## måndag 16 maj 2011

### Free Will and Finite Precision Computation 2

Continuation of Free Will 1:

David Foster Wallace studies the logical argument of the fatalism of Richard Taylor going back to Aristotle stating that we cannot do anything other than what we actually do, in other words that the future is predetermined and free will is only an illusion.

The logic is that a statement of the form "Tomorrow it will rain" is either true or false: If it is true then it will have to rain, and if it is not true then it cannot rain, in both cases showing that what will happen tomorrow is predetermined.

Of course, this is a simple logical trick based on the idea that a statement must be either true or not true. But nothing says that this must apply to the statement "Tomorrow it will rain". It is a statement without definite truth value when (today) it is uttered; only in retrospect knowing the outcome is it possible to assign it a truth value and then the predetermination disappears.

But there are other arguments showing that the future is determined by the present. The best one is that of Laplace's demon:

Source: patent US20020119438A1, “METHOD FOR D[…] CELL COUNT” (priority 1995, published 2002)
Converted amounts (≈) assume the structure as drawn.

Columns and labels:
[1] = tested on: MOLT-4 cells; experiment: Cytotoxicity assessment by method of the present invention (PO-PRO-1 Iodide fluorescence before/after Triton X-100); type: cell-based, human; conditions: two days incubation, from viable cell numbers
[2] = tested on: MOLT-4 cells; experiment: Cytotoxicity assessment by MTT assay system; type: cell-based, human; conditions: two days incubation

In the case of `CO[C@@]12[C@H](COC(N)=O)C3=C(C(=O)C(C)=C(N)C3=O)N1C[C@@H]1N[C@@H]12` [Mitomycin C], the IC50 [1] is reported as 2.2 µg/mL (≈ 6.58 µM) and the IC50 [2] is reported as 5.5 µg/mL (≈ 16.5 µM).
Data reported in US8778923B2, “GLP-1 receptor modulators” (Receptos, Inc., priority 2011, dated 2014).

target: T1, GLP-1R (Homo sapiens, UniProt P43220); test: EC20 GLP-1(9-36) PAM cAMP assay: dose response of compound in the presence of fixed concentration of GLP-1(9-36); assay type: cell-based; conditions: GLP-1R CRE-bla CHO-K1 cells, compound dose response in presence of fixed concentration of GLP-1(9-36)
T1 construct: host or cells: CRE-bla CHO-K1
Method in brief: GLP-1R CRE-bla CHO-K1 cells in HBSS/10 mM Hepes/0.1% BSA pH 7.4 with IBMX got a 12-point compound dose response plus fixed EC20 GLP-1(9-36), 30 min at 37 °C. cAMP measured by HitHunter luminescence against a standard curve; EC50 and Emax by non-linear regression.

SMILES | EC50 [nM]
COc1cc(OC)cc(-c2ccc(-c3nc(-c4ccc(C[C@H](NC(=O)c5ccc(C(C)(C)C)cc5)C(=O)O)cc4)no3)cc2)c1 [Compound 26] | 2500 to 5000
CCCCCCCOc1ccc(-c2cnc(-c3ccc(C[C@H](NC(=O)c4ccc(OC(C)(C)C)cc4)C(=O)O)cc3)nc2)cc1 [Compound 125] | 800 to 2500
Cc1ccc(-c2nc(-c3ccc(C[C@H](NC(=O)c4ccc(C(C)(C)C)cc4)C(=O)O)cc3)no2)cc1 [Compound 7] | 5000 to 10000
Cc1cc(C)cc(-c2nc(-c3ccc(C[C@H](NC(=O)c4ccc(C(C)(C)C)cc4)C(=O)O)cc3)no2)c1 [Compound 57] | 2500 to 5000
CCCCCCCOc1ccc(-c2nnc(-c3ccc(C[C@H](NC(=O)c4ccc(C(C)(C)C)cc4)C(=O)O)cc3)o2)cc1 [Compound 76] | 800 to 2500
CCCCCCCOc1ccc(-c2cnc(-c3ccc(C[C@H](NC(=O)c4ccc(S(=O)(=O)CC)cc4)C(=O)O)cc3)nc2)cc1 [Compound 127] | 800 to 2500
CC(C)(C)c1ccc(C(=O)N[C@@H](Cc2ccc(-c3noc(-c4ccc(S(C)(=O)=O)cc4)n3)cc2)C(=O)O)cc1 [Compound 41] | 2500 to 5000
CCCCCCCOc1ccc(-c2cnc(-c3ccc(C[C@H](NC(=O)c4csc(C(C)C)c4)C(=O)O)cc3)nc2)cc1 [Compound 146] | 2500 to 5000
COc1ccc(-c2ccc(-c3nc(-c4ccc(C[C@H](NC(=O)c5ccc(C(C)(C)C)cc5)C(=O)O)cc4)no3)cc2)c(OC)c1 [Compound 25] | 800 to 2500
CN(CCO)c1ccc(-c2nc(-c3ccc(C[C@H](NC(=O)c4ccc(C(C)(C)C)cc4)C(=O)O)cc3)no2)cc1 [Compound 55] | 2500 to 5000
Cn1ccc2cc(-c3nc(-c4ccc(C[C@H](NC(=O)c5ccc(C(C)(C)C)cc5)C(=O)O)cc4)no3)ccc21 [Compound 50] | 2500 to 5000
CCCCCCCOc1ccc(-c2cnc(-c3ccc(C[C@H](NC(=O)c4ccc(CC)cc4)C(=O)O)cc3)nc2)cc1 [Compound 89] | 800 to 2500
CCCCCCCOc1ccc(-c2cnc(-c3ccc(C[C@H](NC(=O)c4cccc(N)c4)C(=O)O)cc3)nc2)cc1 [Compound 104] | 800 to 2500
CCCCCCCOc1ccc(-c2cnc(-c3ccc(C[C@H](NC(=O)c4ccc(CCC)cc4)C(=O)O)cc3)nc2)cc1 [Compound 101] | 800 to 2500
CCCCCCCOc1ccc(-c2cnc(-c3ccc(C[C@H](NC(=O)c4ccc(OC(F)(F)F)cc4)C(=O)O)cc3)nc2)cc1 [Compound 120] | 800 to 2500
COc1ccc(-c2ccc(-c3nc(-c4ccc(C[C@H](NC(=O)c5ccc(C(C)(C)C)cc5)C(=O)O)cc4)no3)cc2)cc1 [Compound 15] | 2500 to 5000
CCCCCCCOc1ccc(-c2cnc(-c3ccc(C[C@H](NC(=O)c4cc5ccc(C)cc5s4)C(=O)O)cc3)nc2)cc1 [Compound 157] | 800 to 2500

• We may regard the present state of the universe as the effect of its past and the cause of its future.
• An intellect which at a certain moment would know all forces that set nature in motion, and all positions of all items of which nature is composed, if this intellect were also vast enough to submit these data to analysis, it would embrace in a single formula the movements of the greatest bodies of the universe and those of the tiniest atom;
• for such an intellect nothing would be uncertain and the future just like the past would be present before its eyes.
Laplace's demon would thus be able to tell today if it is going to rain tomorrow by simply computing the solution to the equations of motion describing the evolution of particles (atoms, molecules) making up the climate system, and would thus be able to make a necessarily true prediction of a coming event, thus showing that it is predetermined.

But is there a Laplace demon? Human computing power is capable of solving the equations of motion for particle systems of millions or billions of particles (10^6 - 10^9), but not the octillions (10^30) of real systems.

We are all too familiar with the fact that human intellect cannot tell for sure if it is going to rain tomorrow. But is the weather still predetermined?

Is there anything we can do by free will to make it rain or not? Can we make it rain tomorrow by leaving our car windows open? The investigation continues...